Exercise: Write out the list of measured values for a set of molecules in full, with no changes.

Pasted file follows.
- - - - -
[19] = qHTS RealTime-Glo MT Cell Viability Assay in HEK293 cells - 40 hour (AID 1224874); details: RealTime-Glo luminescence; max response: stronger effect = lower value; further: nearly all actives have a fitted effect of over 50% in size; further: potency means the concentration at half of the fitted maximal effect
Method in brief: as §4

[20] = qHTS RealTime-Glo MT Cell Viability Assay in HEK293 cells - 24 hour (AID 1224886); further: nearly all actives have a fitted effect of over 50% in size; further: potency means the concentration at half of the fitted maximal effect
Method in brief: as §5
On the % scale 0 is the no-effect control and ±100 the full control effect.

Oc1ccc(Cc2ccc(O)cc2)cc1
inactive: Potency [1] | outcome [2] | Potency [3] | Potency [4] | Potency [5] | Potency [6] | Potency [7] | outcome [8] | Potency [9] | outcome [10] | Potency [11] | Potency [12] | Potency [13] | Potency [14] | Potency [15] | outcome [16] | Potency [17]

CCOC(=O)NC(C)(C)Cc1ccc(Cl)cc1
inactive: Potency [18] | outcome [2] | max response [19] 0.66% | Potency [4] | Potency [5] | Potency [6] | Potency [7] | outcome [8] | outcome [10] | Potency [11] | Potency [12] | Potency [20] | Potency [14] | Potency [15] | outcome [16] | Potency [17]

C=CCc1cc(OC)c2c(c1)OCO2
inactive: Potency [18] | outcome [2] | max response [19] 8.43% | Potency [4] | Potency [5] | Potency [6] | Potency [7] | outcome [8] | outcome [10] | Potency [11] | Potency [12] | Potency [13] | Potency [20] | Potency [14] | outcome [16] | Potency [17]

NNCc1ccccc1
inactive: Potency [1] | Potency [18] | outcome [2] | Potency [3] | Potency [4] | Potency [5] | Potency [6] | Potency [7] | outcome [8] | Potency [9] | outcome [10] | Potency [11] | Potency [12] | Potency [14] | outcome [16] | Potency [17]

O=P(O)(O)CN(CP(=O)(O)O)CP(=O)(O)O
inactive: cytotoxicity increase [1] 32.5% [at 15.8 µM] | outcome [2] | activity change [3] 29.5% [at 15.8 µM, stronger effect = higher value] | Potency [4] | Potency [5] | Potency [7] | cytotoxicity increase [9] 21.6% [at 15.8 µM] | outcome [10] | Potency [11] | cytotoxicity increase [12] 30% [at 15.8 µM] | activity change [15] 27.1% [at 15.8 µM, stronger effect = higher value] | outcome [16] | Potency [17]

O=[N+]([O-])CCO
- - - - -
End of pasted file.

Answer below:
[19] = qHTS RealTime-Glo MT Cell Viability Assay in HEK293 cells - 40 hour (AID 1224874); details: RealTime-Glo luminescence; max response: stronger effect = lower value; further: nearly all actives have a fitted effect of over 50% in size; further: potency means the concentration at half of the fitted maximal effect
Method in brief: as §4

[20] = qHTS RealTime-Glo MT Cell Viability Assay in HEK293 cells - 24 hour (AID 1224886); further: nearly all actives have a fitted effect of over 50% in size; further: potency means the concentration at half of the fitted maximal effect
Method in brief: as §5
On the % scale 0 is the no-effect control and ±100 the full control effect.

Oc1ccc(Cc2ccc(O)cc2)cc1
inactive: Potency [1] | outcome [2] | Potency [3] | Potency [4] | Potency [5] | Potency [6] | Potency [7] | outcome [8] | Potency [9] | outcome [10] | Potency [11] | Potency [12] | Potency [13] | Potency [14] | Potency [15] | outcome [16] | Potency [17]

CCOC(=O)NC(C)(C)Cc1ccc(Cl)cc1
inactive: Potency [18] | outcome [2] | max response [19] 0.66% | Potency [4] | Potency [5] | Potency [6] | Potency [7] | outcome [8] | outcome [10] | Potency [11] | Potency [12] | Potency [20] | Potency [14] | Potency [15] | outcome [16] | Potency [17]

C=CCc1cc(OC)c2c(c1)OCO2
inactive: Potency [18] | outcome [2] | max response [19] 8.43% | Potency [4] | Potency [5] | Potency [6] | Potency [7] | outcome [8] | outcome [10] | Potency [11] | Potency [12] | Potency [13] | Potency [20] | Potency [14] | outcome [16] | Potency [17]

NNCc1ccccc1
inactive: Potency [1] | Potency [18] | outcome [2] | Potency [3] | Potency [4] | Potency [5] | Potency [6] | Potency [7] | outcome [8] | Potency [9] | outcome [10] | Potency [11] | Potency [12] | Potency [14] | outcome [16] | Potency [17]

O=P(O)(O)CN(CP(=O)(O)O)CP(=O)(O)O
inactive: cytotoxicity increase [1] 32.5% [at 15.8 µM] | outcome [2] | activity change [3] 29.5% [at 15.8 µM, stronger effect = higher value] | Potency [4] | Potency [5] | Potency [7] | cytotoxicity increase [9] 21.6% [at 15.8 µM] | outcome [10] | Potency [11] | cytotoxicity increase [12] 30% [at 15.8 µM] | activity change [15] 27.1% [at 15.8 µM, stronger effect = higher value] | outcome [16] | Potency [17]

O=[N+]([O-])CCO